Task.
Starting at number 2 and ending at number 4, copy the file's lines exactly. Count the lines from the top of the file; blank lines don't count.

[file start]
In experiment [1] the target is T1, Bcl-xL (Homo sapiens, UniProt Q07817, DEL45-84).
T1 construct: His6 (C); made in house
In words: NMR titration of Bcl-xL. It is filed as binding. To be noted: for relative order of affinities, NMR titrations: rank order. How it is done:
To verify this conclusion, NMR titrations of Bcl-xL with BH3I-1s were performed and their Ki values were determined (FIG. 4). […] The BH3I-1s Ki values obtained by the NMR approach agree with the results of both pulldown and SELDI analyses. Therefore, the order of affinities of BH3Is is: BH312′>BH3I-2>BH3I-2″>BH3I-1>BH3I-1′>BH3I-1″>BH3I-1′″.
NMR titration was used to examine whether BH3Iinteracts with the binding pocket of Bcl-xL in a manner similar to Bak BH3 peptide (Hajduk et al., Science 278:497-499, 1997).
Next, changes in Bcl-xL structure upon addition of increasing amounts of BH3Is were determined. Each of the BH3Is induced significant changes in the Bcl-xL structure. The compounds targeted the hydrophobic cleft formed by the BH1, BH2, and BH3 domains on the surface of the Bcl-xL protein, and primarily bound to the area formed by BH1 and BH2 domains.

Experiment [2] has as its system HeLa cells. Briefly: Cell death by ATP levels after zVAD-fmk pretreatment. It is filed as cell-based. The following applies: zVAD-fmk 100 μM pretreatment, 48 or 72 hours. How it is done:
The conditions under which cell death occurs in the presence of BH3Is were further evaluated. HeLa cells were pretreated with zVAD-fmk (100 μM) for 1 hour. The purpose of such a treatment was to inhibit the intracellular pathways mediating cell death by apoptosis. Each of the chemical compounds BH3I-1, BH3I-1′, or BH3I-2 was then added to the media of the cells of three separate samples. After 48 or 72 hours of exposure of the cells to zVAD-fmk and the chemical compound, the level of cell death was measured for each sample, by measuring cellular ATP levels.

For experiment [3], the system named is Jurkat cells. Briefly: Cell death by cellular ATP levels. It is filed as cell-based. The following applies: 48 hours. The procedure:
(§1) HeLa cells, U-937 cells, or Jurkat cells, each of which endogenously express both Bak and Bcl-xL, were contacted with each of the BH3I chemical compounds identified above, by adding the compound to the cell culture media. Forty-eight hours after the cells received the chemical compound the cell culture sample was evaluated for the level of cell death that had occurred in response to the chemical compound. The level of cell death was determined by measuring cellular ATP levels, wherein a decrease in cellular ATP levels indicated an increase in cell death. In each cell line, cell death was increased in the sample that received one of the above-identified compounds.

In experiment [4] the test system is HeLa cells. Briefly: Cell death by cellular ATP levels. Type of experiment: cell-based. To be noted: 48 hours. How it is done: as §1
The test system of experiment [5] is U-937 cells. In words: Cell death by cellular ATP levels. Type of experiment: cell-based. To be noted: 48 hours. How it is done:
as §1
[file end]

T1 construct: His6 (C); made in house
In words: NMR titration of Bcl-xL. It is filed as binding. To be noted: for relative order of affinities, NMR titrations: rank order. How it is done:
To verify this conclusion, NMR titrations of Bcl-xL with BH3I-1s were performed and their Ki values were determined (FIG. 4). […] The BH3I-1s Ki values obtained by the NMR approach agree with the results of both pulldown and SELDI analyses. Therefore, the order of affinities of BH3Is is: BH312′>BH3I-2>BH3I-2″>BH3I-1>BH3I-1′>BH3I-1″>BH3I-1′″.